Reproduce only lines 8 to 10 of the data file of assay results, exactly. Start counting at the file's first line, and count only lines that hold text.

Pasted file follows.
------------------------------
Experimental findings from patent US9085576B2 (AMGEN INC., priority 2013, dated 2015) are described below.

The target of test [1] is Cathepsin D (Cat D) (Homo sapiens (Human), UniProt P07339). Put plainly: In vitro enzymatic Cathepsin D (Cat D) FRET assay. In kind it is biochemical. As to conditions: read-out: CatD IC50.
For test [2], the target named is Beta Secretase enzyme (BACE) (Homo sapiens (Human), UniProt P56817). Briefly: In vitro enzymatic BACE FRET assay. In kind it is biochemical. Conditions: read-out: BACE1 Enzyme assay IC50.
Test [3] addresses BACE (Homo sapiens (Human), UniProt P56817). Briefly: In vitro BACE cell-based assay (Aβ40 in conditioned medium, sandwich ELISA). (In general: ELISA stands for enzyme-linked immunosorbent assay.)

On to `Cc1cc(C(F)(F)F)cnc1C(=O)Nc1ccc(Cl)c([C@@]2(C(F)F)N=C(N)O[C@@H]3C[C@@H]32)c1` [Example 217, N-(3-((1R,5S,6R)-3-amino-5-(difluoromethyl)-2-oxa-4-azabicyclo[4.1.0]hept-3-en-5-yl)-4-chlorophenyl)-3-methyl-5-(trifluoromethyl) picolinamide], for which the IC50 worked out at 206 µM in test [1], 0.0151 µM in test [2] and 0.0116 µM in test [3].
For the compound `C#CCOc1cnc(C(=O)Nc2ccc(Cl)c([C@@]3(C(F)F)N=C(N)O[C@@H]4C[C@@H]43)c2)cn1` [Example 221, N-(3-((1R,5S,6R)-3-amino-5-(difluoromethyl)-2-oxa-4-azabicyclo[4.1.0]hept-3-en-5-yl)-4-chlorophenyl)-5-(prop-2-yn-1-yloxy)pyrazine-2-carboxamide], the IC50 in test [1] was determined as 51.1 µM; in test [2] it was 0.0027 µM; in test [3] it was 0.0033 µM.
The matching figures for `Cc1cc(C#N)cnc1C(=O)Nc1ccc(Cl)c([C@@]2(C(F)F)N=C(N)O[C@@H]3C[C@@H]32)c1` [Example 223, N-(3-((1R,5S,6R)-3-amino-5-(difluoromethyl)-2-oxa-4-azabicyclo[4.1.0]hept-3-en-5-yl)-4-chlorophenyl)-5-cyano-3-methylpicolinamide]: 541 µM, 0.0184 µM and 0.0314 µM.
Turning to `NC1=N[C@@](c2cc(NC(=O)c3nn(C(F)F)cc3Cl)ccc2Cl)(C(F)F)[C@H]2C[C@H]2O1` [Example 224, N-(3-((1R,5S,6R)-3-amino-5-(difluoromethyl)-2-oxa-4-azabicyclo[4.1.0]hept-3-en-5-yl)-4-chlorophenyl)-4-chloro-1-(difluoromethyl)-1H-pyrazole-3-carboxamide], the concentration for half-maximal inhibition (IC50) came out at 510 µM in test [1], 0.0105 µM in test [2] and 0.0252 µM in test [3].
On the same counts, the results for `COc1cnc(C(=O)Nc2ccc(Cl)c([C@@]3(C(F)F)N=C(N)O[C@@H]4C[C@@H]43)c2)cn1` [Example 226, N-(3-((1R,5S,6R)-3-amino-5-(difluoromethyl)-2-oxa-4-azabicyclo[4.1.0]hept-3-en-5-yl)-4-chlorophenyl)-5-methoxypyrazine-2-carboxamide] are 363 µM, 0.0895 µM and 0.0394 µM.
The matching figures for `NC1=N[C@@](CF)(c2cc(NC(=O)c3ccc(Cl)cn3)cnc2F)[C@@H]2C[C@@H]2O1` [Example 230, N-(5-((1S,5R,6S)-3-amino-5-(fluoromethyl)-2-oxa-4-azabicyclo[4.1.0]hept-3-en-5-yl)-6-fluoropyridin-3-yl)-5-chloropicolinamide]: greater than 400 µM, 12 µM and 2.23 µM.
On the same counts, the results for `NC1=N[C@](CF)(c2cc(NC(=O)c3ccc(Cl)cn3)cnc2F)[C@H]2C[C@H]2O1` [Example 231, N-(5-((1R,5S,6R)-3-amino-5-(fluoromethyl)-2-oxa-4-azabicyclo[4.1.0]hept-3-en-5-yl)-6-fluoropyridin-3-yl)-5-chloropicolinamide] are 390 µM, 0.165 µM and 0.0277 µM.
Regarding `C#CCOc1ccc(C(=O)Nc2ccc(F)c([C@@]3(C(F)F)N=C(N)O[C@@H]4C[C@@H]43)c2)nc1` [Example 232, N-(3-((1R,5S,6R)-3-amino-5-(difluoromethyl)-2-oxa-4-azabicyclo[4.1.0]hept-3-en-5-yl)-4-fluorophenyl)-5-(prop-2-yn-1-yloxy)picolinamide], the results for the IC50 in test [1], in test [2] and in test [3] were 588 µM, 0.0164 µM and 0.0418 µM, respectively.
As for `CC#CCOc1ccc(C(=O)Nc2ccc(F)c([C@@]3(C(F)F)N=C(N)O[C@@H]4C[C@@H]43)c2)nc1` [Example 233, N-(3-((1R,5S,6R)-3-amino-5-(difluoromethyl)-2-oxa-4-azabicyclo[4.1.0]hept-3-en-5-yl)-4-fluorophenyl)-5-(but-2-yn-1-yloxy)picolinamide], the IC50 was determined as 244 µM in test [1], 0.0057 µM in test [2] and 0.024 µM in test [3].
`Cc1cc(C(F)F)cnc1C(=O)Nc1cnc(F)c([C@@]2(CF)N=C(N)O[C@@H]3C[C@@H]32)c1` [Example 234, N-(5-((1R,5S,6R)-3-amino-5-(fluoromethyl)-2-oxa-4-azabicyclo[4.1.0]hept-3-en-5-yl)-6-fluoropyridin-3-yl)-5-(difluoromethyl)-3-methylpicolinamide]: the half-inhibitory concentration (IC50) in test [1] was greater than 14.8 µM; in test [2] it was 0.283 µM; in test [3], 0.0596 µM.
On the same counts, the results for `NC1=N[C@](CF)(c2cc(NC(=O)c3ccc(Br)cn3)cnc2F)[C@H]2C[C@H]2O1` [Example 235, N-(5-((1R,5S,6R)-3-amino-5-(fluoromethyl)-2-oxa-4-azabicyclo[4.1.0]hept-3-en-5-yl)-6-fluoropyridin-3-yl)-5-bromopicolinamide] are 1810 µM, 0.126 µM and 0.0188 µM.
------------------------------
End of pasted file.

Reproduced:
Turning to `NC1=N[C@@](c2cc(NC(=O)c3nn(C(F)F)cc3Cl)ccc2Cl)(C(F)F)[C@H]2C[C@H]2O1` [Example 224, N-(3-((1R,5S,6R)-3-amino-5-(difluoromethyl)-2-oxa-4-azabicyclo[4.1.0]hept-3-en-5-yl)-4-chlorophenyl)-4-chloro-1-(difluoromethyl)-1H-pyrazole-3-carboxamide], the concentration for half-maximal inhibition (IC50) came out at 510 µM in test [1], 0.0105 µM in test [2] and 0.0252 µM in test [3].
On the same counts, the results for `COc1cnc(C(=O)Nc2ccc(Cl)c([C@@]3(C(F)F)N=C(N)O[C@@H]4C[C@@H]43)c2)cn1` [Example 226, N-(3-((1R,5S,6R)-3-amino-5-(difluoromethyl)-2-oxa-4-azabicyclo[4.1.0]hept-3-en-5-yl)-4-chlorophenyl)-5-methoxypyrazine-2-carboxamide] are 363 µM, 0.0895 µM and 0.0394 µM.
The matching figures for `NC1=N[C@@](CF)(c2cc(NC(=O)c3ccc(Cl)cn3)cnc2F)[C@@H]2C[C@@H]2O1` [Example 230, N-(5-((1S,5R,6S)-3-amino-5-(fluoromethyl)-2-oxa-4-azabicyclo[4.1.0]hept-3-en-5-yl)-6-fluoropyridin-3-yl)-5-chloropicolinamide]: greater than 400 µM, 12 µM and 2.23 µM.